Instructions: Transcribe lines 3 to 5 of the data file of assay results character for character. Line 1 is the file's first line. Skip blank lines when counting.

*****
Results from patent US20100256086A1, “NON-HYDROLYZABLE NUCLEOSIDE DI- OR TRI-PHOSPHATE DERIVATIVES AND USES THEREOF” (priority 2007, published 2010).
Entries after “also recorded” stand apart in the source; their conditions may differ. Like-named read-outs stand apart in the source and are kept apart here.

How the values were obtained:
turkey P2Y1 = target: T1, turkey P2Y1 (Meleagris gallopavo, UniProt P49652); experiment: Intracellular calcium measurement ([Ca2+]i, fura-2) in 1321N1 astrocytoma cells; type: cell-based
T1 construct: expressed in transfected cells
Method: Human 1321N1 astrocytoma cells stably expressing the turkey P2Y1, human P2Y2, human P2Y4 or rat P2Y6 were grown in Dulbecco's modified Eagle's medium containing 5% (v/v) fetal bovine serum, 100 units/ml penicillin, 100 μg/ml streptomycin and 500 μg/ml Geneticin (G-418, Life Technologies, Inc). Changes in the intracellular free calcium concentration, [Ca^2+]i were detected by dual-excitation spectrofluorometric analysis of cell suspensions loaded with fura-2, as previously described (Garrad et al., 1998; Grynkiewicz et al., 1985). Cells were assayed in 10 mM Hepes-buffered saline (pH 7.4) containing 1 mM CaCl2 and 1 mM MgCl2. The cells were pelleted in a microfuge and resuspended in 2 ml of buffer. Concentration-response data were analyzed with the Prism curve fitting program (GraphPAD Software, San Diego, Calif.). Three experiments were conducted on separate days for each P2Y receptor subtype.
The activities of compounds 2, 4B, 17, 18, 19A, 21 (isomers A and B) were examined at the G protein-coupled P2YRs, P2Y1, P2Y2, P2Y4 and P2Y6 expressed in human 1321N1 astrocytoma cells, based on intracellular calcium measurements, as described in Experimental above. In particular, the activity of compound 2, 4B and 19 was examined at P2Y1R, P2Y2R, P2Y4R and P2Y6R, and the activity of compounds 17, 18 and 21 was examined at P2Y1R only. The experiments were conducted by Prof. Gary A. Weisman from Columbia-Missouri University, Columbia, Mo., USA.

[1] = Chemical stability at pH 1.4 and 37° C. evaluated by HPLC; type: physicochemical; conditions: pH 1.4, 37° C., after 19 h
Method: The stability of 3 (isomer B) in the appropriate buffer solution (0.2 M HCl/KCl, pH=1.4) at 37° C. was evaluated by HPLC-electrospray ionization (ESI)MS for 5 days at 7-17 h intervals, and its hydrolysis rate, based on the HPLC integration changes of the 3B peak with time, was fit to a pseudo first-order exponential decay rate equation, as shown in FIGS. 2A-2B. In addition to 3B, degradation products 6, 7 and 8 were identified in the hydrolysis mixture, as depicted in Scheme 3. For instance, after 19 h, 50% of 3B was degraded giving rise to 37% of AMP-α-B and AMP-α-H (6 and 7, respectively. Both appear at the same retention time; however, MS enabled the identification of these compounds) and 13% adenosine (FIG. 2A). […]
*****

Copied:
How the values were obtained:
turkey P2Y1 = target: T1, turkey P2Y1 (Meleagris gallopavo, UniProt P49652); experiment: Intracellular calcium measurement ([Ca2+]i, fura-2) in 1321N1 astrocytoma cells; type: cell-based
T1 construct: expressed in transfected cells